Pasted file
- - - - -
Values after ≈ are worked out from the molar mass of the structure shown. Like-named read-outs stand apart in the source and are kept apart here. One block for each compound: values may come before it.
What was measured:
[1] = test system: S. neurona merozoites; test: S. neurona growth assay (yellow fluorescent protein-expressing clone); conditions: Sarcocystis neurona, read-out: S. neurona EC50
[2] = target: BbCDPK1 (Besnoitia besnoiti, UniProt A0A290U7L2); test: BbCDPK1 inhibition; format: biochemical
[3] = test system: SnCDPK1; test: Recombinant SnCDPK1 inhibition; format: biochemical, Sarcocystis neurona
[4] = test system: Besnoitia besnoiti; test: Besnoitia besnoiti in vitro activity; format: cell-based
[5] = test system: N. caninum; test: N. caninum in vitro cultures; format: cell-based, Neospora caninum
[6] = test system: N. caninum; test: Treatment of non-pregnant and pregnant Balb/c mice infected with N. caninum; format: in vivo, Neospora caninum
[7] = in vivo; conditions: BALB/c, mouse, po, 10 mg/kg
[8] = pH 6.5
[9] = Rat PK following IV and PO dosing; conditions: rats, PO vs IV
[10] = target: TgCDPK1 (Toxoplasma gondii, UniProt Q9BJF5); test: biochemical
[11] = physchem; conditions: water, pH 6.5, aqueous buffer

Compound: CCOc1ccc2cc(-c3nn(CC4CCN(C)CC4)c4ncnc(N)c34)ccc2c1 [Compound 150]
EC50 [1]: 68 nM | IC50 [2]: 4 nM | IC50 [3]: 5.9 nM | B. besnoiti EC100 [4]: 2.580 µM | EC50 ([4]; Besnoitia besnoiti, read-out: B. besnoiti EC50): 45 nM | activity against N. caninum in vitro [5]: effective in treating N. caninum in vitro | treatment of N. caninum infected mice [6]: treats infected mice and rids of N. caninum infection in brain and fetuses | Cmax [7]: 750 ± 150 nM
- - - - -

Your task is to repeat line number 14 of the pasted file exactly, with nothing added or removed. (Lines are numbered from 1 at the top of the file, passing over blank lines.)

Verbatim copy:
Compound: CCOc1ccc2cc(-c3nn(CC4CCN(C)CC4)c4ncnc(N)c34)ccc2c1 [Compound 150]